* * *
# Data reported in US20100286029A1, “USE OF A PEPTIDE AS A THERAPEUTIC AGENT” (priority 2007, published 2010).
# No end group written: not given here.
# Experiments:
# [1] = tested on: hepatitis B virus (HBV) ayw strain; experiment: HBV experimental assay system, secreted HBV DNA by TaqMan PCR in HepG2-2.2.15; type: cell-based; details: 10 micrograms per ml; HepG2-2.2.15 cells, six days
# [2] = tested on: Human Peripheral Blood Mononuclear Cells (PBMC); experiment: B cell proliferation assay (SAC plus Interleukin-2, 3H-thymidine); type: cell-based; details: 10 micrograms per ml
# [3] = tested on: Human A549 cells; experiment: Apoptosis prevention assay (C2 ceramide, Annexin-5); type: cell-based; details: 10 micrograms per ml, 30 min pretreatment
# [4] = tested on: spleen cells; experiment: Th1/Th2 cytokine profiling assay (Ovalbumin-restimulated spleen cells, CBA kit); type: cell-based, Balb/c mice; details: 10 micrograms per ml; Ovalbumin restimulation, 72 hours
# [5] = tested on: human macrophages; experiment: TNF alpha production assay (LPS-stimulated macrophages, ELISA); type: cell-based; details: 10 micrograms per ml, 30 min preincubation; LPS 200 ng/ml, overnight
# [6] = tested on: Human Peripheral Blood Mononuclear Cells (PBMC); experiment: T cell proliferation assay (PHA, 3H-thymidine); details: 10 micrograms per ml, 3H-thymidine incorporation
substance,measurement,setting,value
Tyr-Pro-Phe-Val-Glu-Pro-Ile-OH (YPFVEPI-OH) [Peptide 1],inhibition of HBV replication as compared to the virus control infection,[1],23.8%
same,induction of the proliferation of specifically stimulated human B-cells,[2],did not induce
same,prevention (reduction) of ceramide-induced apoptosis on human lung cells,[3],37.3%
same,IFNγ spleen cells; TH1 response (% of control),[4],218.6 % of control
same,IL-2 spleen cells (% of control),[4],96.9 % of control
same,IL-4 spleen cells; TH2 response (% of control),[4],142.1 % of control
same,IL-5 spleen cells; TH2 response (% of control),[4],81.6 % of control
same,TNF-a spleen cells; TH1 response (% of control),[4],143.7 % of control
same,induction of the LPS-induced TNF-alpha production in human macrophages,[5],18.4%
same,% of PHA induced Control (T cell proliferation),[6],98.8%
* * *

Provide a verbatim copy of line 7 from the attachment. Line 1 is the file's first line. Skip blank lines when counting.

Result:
# [4] = tested on: spleen cells; experiment: Th1/Th2 cytokine profiling assay (Ovalbumin-restimulated spleen cells, CBA kit); type: cell-based, Balb/c mice; details: 10 micrograms per ml; Ovalbumin restimulation, 72 hours